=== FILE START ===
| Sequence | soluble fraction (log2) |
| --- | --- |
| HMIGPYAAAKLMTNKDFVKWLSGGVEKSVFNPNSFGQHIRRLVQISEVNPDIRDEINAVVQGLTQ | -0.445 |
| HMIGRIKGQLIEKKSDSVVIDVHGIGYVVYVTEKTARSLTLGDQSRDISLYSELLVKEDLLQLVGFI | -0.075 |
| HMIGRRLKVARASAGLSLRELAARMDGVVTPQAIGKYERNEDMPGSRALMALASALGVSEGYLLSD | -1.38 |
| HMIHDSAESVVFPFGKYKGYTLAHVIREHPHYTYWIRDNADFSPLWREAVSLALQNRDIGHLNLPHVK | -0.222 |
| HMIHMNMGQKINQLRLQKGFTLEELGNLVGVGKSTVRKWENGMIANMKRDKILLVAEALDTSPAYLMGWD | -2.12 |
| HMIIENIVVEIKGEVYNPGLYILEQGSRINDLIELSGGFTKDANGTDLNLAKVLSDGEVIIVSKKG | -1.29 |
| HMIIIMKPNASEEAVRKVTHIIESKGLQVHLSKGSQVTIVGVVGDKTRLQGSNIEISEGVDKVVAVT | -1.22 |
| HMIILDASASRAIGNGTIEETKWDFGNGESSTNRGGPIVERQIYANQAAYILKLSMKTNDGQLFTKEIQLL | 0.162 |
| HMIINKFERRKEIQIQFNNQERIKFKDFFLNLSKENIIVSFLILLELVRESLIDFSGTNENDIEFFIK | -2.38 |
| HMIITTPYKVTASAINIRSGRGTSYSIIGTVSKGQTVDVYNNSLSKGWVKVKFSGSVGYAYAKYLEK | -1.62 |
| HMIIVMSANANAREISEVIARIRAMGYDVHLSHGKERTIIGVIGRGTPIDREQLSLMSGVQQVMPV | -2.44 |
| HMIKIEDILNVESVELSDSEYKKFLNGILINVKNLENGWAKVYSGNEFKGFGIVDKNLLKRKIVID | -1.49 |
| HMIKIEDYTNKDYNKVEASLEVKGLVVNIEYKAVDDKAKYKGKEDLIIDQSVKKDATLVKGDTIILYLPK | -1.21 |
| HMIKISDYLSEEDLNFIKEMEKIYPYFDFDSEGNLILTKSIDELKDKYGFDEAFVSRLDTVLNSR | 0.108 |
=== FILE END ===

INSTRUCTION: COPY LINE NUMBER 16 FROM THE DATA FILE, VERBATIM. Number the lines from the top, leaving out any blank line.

| HMIKISDYLSEEDLNFIKEMEKIYPYFDFDSEGNLILTKSIDELKDKYGFDEAFVSRLDTVLNSR | 0.108 |